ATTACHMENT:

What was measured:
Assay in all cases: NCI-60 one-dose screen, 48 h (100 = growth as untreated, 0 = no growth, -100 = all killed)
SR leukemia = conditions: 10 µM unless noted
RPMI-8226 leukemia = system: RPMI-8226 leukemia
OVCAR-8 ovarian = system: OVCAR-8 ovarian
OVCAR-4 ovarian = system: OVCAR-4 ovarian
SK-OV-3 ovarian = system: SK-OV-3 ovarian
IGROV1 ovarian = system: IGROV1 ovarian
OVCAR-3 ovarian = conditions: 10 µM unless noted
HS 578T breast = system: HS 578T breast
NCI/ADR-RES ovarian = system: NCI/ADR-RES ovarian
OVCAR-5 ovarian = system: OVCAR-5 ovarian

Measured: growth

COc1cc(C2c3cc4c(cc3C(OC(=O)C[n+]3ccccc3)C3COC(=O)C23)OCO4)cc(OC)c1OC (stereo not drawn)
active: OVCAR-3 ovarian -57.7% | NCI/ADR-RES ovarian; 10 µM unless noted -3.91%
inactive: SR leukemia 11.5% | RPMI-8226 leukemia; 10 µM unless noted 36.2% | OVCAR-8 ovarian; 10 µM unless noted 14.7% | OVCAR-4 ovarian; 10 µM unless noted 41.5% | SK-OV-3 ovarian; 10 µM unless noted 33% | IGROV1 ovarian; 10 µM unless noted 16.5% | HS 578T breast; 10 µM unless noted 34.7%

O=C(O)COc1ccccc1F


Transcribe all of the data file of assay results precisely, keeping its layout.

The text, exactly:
What was measured:
Assay in all cases: NCI-60 one-dose screen, 48 h (100 = growth as untreated, 0 = no growth, -100 = all killed)
SR leukemia = conditions: 10 µM unless noted
RPMI-8226 leukemia = system: RPMI-8226 leukemia
OVCAR-8 ovarian = system: OVCAR-8 ovarian
OVCAR-4 ovarian = system: OVCAR-4 ovarian
SK-OV-3 ovarian = system: SK-OV-3 ovarian
IGROV1 ovarian = system: IGROV1 ovarian
OVCAR-3 ovarian = conditions: 10 µM unless noted
HS 578T breast = system: HS 578T breast
NCI/ADR-RES ovarian = system: NCI/ADR-RES ovarian
OVCAR-5 ovarian = system: OVCAR-5 ovarian

Measured: growth

COc1cc(C2c3cc4c(cc3C(OC(=O)C[n+]3ccccc3)C3COC(=O)C23)OCO4)cc(OC)c1OC (stereo not drawn)
active: OVCAR-3 ovarian -57.7% | NCI/ADR-RES ovarian; 10 µM unless noted -3.91%
inactive: SR leukemia 11.5% | RPMI-8226 leukemia; 10 µM unless noted 36.2% | OVCAR-8 ovarian; 10 µM unless noted 14.7% | OVCAR-4 ovarian; 10 µM unless noted 41.5% | SK-OV-3 ovarian; 10 µM unless noted 33% | IGROV1 ovarian; 10 µM unless noted 16.5% | HS 578T breast; 10 µM unless noted 34.7%

O=C(O)COc1ccccc1F